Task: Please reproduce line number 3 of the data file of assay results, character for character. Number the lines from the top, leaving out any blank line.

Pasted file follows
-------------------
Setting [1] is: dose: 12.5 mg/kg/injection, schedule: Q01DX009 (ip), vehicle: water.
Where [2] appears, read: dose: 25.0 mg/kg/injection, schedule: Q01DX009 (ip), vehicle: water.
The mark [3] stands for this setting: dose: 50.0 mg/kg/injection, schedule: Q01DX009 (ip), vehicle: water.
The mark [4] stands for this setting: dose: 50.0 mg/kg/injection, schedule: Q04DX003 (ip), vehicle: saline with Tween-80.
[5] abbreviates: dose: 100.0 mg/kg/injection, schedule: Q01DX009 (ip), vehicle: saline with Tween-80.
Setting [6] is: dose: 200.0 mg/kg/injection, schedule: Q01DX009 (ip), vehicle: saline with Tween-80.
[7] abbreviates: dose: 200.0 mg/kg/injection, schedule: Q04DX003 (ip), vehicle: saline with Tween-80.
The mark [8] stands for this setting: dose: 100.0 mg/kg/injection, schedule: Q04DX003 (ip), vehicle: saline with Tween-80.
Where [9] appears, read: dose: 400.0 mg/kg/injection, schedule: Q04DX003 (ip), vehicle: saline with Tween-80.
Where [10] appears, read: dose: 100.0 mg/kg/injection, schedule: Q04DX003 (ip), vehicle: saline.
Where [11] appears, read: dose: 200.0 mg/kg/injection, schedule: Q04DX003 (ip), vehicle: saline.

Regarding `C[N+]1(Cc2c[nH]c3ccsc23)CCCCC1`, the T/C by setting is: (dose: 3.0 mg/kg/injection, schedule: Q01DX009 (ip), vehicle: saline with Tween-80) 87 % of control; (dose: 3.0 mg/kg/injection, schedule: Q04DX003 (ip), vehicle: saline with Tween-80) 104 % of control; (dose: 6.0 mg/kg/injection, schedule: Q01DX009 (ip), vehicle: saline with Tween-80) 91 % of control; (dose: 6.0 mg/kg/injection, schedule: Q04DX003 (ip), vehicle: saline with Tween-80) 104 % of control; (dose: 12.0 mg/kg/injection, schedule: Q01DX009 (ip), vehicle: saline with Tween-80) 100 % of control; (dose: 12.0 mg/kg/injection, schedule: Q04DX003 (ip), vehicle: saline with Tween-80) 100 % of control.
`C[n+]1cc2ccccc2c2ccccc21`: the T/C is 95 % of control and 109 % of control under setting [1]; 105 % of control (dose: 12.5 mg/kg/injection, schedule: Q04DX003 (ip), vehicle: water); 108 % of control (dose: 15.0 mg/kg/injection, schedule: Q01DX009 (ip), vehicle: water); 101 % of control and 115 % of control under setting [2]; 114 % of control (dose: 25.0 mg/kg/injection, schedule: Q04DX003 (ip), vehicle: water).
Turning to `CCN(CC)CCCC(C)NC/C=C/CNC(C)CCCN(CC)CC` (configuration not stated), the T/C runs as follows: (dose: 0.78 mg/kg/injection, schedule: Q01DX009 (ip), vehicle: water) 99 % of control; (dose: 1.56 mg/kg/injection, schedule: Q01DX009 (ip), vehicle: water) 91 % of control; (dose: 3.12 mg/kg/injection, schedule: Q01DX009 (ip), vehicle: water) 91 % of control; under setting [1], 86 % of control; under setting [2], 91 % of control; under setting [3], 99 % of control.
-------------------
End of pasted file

The mark [3] stands for this setting: dose: 50.0 mg/kg/injection, schedule: Q01DX009 (ip), vehicle: water.